A good straight razor can be used all life and be inherited. True, this requires certain skills. Ongoing costs are shaving foam and - occasionally - a shaving brush.
A good razor (the angle of inclination of the blade depends on the machine and it can be different) with ordinary blades will also last a lifetime, shave better than alternative options (except for a dangerous razor in skillful hands), and the purchase will be added to current costs 1 -2 packs of blades per year (more for those with sensitive skin). Doesn't require any special skills.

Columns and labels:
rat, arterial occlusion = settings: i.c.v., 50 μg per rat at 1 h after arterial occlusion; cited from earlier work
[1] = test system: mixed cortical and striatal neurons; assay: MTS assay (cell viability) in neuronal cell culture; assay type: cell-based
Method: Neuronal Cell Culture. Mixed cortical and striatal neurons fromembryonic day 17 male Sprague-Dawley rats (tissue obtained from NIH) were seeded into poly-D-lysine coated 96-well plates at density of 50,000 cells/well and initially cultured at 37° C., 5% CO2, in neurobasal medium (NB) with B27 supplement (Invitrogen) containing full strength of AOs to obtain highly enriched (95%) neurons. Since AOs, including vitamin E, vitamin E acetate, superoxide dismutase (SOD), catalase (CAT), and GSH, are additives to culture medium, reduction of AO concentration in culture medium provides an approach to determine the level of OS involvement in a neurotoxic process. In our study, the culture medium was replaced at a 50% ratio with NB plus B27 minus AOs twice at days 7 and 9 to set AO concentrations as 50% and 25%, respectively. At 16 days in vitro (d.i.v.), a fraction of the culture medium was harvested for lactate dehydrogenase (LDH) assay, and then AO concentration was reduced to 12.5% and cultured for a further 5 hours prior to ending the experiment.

Various disposable and reusable alternatives (usually with more than one blade) shave worse because there is a fixed blade angle (overly "safe") and very little protruding edge. They also tend to be more expensive.
Electric shavers are expensive. During their life they have to be changed 5-6 times. In addition, there are running costs - nets or knives. You definitely need current (at least for recharging). They make noise. And, most importantly, they shave worse than any machine.
So far, an electric shaver hasn't achieved the same cleanliness as a regular one. I personally do not like the feeling of stubble immediately after shaving, as it does after an electric shaver.
Why is the ax market still afloat? Chainsaws are more convenient and economical.
I think because people find it easier to perceive simpler objects. Plus, non-electric ones are more practical and unpretentious.